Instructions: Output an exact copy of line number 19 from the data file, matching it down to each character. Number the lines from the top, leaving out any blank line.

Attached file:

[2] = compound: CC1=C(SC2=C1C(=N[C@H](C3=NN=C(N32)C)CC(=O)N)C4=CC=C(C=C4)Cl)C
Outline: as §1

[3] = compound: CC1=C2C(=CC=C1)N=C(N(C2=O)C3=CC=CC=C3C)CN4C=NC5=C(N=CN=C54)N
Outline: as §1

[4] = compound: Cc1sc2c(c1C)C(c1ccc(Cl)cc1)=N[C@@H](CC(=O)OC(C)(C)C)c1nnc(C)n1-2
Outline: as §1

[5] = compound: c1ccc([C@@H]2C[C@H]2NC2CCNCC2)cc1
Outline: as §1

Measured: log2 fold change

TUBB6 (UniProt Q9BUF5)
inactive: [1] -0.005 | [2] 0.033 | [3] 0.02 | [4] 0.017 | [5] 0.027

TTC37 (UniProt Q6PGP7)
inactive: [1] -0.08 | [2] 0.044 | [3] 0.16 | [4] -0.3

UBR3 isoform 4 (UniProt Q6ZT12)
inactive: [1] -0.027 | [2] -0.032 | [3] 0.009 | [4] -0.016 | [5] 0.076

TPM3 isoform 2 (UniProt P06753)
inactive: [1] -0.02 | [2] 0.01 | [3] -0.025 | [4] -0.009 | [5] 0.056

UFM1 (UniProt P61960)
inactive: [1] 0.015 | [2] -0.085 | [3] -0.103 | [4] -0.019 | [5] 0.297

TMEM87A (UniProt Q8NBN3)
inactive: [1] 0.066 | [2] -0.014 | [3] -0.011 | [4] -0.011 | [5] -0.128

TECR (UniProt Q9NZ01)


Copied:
inactive: [1] 0.015 | [2] -0.085 | [3] -0.103 | [4] -0.019 | [5] 0.297